OSLO (Reuters) - Norwegian oil and gas exploration will continue to rebound amid higher crude prices, a survey by the national statistics agency (SSB) showed on Monday, although the overall pace of investment by the industry was slower than most analysts had expected.
While exploration for new resources and in field development plans is expected to rise significantly this year and next, the investments at fields that are already in operation will decline, according to the closely watched quarterly report.
Investment in exploration and concept studies, a key indicator of spending on anything from drilling rigs to seismic data, was forecast to rise to 33.3 billion crowns in 2019 from 25 billion in 2018.
Overall 2018 investment plans were cut by some 2.1 percent since February, and are now seen amounting to 156.5 billion Norwegian crowns ($19.23 billion), an increase of 1.4 percent over 2017.
While initial forecasts for 2019 also point to near-flat spending, oil firms are expected to present more plans ahead, which will likely lift spending.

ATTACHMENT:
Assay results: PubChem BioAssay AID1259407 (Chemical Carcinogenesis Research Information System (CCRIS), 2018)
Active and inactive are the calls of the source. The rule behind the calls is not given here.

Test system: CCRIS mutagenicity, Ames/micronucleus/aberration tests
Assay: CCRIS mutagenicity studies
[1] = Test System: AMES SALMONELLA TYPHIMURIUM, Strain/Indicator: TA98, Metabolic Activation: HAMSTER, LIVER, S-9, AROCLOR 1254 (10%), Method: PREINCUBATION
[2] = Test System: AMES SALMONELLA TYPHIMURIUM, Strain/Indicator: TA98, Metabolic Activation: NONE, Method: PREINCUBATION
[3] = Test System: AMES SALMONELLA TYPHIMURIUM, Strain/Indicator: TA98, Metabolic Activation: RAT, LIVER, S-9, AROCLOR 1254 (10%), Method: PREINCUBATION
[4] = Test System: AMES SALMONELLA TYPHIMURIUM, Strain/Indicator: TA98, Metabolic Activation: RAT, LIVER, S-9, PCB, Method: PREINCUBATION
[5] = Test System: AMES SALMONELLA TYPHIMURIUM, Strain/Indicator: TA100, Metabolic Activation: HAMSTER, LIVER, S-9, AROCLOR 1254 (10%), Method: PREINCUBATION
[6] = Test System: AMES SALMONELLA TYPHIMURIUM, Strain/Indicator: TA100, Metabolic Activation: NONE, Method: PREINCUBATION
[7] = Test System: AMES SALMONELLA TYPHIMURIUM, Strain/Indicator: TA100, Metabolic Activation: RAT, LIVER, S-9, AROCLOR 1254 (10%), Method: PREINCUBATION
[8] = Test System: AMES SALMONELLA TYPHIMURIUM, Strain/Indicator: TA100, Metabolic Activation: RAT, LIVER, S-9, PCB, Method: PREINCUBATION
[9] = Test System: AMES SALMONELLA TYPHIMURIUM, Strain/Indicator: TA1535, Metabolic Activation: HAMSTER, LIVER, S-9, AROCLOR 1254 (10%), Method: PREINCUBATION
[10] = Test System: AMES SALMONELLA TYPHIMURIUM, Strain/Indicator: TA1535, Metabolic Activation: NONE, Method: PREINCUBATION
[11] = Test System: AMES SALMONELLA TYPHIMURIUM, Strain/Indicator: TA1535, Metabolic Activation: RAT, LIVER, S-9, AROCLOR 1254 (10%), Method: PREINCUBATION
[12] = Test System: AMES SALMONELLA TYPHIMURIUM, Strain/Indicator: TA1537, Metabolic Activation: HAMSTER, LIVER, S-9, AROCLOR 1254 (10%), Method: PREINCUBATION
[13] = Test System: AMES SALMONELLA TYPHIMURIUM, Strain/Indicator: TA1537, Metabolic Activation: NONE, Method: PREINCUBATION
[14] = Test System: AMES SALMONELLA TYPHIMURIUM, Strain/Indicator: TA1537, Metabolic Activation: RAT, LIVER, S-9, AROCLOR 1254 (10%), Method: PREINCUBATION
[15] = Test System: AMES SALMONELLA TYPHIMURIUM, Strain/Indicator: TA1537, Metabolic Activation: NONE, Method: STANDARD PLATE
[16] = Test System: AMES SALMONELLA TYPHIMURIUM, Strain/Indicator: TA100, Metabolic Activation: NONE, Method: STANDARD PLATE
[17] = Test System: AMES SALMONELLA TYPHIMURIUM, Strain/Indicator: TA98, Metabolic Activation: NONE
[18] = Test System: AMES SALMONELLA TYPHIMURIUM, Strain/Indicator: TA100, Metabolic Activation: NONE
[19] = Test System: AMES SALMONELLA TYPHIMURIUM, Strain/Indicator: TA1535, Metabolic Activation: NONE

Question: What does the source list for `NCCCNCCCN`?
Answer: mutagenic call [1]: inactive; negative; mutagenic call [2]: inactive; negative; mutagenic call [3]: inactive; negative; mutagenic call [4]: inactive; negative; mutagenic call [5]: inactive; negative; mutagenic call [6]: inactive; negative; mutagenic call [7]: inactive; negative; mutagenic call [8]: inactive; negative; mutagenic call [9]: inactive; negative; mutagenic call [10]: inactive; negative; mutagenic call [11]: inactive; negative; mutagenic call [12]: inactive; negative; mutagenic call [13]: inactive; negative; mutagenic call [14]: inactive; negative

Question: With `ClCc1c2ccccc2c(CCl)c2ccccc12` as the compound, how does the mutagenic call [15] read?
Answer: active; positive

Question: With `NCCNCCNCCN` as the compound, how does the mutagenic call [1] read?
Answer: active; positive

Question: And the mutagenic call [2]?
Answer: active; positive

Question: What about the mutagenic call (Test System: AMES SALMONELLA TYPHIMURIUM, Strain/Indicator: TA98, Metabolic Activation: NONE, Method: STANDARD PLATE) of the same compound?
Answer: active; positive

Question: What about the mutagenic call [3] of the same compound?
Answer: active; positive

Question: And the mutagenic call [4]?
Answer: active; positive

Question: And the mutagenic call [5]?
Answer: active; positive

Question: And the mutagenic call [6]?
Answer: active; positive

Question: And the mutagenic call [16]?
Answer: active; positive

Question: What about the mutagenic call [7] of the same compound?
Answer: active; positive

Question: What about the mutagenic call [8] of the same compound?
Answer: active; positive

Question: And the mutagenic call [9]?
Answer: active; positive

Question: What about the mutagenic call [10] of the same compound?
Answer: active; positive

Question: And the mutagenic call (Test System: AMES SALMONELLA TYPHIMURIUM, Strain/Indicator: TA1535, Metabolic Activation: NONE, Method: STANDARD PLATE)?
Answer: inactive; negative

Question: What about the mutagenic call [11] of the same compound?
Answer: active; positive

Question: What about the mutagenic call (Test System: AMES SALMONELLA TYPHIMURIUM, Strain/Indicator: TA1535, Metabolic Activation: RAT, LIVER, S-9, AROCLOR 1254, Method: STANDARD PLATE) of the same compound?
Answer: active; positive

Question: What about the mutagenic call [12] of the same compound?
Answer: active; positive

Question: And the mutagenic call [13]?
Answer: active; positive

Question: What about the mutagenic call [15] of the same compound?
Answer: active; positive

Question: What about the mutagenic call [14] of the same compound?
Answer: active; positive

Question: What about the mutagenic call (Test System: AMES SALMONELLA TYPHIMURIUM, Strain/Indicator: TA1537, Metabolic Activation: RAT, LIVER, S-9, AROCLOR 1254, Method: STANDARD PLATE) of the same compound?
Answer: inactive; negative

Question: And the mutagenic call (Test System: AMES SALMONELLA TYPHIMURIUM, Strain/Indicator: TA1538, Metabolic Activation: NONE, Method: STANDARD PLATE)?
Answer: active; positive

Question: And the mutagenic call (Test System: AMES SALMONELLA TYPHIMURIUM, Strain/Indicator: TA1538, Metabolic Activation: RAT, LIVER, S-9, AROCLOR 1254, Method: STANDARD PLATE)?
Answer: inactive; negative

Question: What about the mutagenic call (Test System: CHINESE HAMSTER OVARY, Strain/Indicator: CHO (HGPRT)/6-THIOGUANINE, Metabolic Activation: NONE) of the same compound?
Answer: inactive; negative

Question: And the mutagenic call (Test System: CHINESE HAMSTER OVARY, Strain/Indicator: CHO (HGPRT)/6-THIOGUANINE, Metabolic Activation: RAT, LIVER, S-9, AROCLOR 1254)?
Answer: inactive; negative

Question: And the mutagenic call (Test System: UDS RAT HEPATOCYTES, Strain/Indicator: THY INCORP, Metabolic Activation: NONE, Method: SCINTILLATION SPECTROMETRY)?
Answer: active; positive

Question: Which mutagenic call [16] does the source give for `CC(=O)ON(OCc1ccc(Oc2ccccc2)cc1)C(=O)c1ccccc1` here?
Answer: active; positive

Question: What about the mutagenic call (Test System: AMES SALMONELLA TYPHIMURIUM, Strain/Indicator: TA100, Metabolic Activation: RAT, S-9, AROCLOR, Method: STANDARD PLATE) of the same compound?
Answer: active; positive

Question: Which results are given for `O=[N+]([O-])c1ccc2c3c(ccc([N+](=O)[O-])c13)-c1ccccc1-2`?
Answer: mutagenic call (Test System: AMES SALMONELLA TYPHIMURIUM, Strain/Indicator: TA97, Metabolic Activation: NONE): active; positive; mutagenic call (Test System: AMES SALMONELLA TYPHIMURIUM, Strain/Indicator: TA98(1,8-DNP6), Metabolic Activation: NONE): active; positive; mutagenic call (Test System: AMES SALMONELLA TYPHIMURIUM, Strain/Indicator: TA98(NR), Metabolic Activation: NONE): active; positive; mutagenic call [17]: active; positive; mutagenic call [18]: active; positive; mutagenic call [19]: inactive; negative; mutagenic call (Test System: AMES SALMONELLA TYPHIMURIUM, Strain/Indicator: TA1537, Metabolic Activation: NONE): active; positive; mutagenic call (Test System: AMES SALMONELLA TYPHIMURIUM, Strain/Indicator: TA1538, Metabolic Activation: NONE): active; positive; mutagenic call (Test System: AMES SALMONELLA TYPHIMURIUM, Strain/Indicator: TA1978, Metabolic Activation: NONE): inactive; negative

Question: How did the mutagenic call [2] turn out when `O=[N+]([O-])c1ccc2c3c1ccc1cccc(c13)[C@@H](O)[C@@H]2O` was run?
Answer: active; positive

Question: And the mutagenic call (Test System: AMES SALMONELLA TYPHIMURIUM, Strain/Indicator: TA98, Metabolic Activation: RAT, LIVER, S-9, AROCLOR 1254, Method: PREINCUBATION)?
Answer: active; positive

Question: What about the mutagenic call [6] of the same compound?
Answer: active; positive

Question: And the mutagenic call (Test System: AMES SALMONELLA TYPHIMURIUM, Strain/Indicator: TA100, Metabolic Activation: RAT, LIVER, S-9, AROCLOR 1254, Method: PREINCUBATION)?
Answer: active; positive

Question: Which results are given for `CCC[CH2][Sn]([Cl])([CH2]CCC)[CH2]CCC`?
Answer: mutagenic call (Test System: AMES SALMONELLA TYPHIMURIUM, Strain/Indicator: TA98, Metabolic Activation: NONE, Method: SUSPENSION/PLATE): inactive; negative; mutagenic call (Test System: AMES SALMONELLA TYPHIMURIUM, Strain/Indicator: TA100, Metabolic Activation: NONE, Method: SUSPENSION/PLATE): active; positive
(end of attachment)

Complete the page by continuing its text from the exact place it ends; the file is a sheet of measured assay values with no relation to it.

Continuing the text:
“If the schedules for these plans are realized, the accumulated investment costs in 2019 from these projects will increase the investments in field development even more, compared to the present estimate,” SSB wrote.
Economists said the decline in 2018 forecasts was a surprise, but maintained forecasts for a central bank rate hike to come later this year.
“It’s a bit weaker than expected,” said SEB economist Erica Blomgren, while adding that one-of factors were partly to blame and that upward revisions were likely to follow.
Nordea Markets also said the main numbers were on the weak side of expectations.
“Our interpretation is that the underlying pace remains good however. We expect strong oil prices and a further rise in investments,” said Chief Economist Kjetil Olsen.
It was SSB’s first release of companies’ forecasts for 2019 and the fifth prediction for 2018.
Reporting by Ole Petter Skonnord, writing by Terje Solsvik, editing by Gwladys Fouche